Multiple Myeloma Survivor
Patient Credits Clinical Trial as Lifesaver
Type of cancer: Multiple Myeloma
Date of diagnosis: April 1988
Current date: October 2009
Current status: Remission - 6 years
1. How was your health when you were diagnosed?
My regular, everyday family doctor told me that outside of that cancer diagnosis I was pretty darn healthy.
2. Where were you initially diagnosed?
I was actually diagnosed by a hematological oncologist who had been my mother’s oncologist. (She passed away in 1994 from ovarian cancer.) I had gone to my regular family doctor first because I was tired from working 75 hours a week, and my back hurt. He recommended more exercise, and was initially hesitant to look much further because I was young and healthy. I had to push him to do the blood tests. They found some issues in the blood work, which caused them to assume there might be something was cancer related. Eventually, they ran some leukemia panels and came up with markers that were abnormal. At that point, I went to the oncologist, who diagnosed me with multiple myeloma.
3. What treatment was initially recommended?
My oncologist initially recommended the standard chemotherapy protocol, as there was nothing specific for multiple myeloma or leukemia at the time. I had a course or two, and there was no significant change. He then found a clinical trial that he wanted me to try.
4. Did you participate in a Clinical Trial? If so, which one?
Yes because it quickly became apparent that my best hope for survival was a clinical trial. One of the many miracles in my life is that I lived around the corner from the clinic where this trial was based. It was good thing, because from 1999 until 2003, I was at that clinic six days out of every 11.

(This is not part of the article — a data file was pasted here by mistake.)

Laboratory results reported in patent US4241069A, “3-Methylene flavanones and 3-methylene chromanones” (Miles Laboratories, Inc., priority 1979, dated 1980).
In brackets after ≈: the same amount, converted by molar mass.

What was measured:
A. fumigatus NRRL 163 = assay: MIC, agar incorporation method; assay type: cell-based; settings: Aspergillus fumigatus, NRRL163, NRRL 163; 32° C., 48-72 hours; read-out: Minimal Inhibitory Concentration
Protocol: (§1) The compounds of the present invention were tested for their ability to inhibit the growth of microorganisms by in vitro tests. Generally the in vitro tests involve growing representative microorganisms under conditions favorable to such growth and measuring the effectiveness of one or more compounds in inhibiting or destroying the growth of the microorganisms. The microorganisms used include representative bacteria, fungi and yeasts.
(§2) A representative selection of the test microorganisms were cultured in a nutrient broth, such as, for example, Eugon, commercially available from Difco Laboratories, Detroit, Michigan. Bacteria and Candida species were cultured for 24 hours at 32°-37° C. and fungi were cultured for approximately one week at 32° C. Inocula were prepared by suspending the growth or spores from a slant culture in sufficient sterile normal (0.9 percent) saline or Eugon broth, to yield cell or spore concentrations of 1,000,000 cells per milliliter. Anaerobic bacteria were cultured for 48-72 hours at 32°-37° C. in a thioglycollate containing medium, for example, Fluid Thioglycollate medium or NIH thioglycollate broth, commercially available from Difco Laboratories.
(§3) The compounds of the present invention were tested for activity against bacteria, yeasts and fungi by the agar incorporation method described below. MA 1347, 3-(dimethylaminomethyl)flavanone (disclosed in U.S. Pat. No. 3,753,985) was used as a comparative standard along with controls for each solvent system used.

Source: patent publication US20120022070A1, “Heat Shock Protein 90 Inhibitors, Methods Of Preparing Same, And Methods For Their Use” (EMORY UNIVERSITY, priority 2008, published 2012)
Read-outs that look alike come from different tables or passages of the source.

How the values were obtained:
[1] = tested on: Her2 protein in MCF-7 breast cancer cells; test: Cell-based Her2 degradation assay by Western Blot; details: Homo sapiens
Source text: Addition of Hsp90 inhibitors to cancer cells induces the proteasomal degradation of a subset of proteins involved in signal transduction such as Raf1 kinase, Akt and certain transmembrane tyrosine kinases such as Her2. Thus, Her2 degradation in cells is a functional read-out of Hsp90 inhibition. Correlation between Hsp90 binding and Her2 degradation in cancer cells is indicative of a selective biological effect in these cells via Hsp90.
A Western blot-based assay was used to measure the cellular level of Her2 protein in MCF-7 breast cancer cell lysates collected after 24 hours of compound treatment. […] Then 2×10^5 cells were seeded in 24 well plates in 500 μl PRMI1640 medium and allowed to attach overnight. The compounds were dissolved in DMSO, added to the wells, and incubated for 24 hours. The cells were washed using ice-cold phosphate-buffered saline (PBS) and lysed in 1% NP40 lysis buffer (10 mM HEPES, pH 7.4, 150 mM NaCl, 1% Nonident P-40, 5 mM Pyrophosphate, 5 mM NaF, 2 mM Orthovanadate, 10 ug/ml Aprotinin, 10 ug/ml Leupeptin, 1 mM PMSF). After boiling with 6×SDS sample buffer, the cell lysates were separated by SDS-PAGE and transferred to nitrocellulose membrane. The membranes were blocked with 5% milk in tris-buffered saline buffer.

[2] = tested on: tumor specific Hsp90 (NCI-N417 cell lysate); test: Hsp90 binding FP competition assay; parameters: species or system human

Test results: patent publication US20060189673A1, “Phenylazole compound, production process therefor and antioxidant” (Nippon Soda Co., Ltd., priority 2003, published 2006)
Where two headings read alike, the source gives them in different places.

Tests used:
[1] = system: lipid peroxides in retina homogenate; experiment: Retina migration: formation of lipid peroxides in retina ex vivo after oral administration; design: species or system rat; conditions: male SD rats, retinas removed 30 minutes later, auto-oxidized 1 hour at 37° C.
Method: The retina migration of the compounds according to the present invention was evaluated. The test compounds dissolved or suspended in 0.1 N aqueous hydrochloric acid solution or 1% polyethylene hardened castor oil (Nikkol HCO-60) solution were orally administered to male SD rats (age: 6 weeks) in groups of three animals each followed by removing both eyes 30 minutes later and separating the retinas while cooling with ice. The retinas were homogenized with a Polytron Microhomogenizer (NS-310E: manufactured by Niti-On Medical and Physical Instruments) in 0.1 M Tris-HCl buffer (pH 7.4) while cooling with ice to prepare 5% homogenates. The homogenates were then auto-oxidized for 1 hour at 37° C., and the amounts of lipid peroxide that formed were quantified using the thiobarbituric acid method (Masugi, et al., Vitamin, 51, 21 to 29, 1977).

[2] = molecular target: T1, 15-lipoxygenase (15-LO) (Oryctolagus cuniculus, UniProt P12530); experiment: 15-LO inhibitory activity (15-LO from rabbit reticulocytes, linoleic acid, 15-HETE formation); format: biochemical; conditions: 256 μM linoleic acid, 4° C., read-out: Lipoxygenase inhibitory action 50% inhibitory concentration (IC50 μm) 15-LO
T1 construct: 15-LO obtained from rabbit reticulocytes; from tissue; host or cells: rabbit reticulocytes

I enrolled in a confidential clinical trial in 1999. It involved a three-pronged program with the goal of building up my body at the beginning, before we beat it down with the chemical poison on the other end. It included an experimental drug, an hour of exercise every day – no matter how I felt – and an extensive nutritional program, where I ate 4000 calories a day, with strict directives as to what I had to eat each week.
It was initially a boot camp experience at the clinic. They had me come in for an initial interview and to record baseline readings. Then there were classes on nutrition and fitness awareness. A couple of people dropped out after they attended the nutrition class. We had to completely change our lifestyles, and when you are 70 years old, which is the typical profile for multiple myeloma, that can be the hardest part.
If I had continued the treatment I was on, I had maybe two years to live. Before I was accepted, I had to agree to adhere to all aspects of the trial, but I felt like I was literally hanging on to the Trial Director’s leg saying, “Please let me in.”
5. Do you take any nutritional supplements? If so, what do you take?
Today I use a product called Complete Nutrition – from the Optimal Health Systems Company. It’s a powder that you mix with juice, or make into a smoothie. You could eat it with a spoon, but you’d still be hungry! I take this, because if I fall off the wagon nutritionally, at least my body has something that will help it to continue to function properly all day. I also take a multi-vitamin and an anti-oxidant.
6. Did you change your diet? How is it different from before your diagnosis?
Diet was one of the three building blocks of my clinical trial. Fortunately, my diet was healthy before I started my treatment. There was a list of seven things that I could not eat – high fructose corn syrup, white sugar, white flour, preservatives, vitamin C, dairy or carbonation.